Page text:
At that very moment I realised why I love eating Vietnamese food so much; in England we are accustomed to having one dish with our ‘meat and three veg’ in one go. Part of the enjoyment of eating out here is that you can play around …

Scooby Snacks

Hard to ignore the country’s treatment of animals, especially pet dogs, which are often tied to short pieces of string and never taken for walks. Today I realised why their owners were perhaps hesitant to let them loose; dog is a food speciality and this restaurant on Tran Nhat Duat was packed full of appreciative diners.

Flowers sellers, Dong Xuan market

19th March 2006

HANOI

I felt that my whistle-stop tour would not be complete without a visit to Ha Noi. Its name means ‘River Exterior’ and is a reference to the Red River; 100km of its dikes embrace the city. I feel so privileged to have lots of kind friends willing to host me as I travel from South to North. I've been so inspired by this beautiful country and its people and have been writing and taking photos every day. Today I was shown the sites of Hanoi from the back of a motorbike with R as my host and tour guide, and B (his cute 5 year old son) between us. The Northern capital is a lot more chilled than Sai Gon, with 1.2m inhabitants compared to the former capital’s 4.5m, so riding around is safer and the only true way to explore the city. Motorcyclists even stop at red lights here! The city has an air of a provincial French town in the 1930s with its blocks of ochre buildings, peaceful lakes, shaded boulevards and green public parks.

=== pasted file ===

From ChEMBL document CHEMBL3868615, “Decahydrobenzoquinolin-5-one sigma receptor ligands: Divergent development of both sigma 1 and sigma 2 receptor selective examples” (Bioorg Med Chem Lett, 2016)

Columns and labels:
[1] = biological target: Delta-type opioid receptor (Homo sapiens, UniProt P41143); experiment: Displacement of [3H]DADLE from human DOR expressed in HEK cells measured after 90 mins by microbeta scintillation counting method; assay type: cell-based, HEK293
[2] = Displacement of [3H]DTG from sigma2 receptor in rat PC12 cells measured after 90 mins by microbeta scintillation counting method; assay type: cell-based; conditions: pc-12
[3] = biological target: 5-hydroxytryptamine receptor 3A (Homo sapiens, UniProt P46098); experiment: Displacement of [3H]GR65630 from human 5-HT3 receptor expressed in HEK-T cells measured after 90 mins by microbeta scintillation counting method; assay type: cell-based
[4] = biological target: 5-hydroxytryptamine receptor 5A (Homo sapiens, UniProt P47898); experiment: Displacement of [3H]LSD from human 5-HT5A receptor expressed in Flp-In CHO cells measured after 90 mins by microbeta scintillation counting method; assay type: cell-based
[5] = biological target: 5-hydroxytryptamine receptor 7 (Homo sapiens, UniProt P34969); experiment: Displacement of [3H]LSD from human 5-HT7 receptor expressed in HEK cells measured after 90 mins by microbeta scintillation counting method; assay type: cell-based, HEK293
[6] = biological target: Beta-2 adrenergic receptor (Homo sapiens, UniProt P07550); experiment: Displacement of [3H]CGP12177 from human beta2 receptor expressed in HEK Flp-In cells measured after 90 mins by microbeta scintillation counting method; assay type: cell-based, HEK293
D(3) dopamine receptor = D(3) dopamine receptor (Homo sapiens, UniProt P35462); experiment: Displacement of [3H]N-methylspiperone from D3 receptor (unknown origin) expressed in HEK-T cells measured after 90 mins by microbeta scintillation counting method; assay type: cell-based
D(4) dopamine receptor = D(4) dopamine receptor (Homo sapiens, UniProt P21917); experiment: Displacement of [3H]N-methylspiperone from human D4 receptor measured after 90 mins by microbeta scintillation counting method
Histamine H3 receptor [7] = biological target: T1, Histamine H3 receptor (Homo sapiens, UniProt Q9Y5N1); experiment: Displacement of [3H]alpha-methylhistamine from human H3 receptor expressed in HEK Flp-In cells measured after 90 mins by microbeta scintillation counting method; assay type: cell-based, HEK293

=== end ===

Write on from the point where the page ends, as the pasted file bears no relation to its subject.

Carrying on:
The morning was spent wandering the Old Qu…
18th March 2006

SATURDAY IN SAIGON

T has always been my perfect shopping companion and if she weren’t working in travel, she’d be the perfect Personal Shopper/Stylist. She knows exactly what I like and where to get it, which saved me days of getting lost and returning empty-handed. Phew. Got most of my shopping done around Ton That Thiep St and even had time to pop into Fanny’s for ice cream. T says it’s a typical meeting place for Vietnamese women instead of bars, as the majority don’t drink or smoke. Saigon Kitsch is a great shop, 50s-style retro with commie-prop gallery upstairs. Shopped out, we took a taxi to L’Apothiquaire, 63 Le Thanh Ton St, District 1 for some serious pampering. This day spa is set in an apothecary-style French 100-year old building with limed woods, lilac shutters and a great pool.

Ready to hit the tiles, we decided to splash out and go for dinner at Xu Restaurant Lounge, Level One, 71-75 Hai Ba Trung, District 1. As with most exclusive new establishments, you m…

Hoi An tailors

16th March 2005

HOI AN

Got up early to cycle down to the local market to watch the locals haggling over fish, spices and vegetables. People buy their fresh products every day, sometimes twice a day, so they take real joy in selecting the perfect ingredient each time. Went back to the Mango Rooms for a light lunch and enjoyed a nice chat with Duc and his friends. Had dessert at Tam Tam Café opposite; I’m not a big fan of ice cream normally but since I’ve been in Vietnam, I’ve developed a real taste for it. I had lemon and mango sorbet, and vanilla ice-cream, which came decorated with long strips of yellow, red and green sugared papaya delicately curled around each scoop, topped off with a green papaya cigarette shaped wafer – heaven!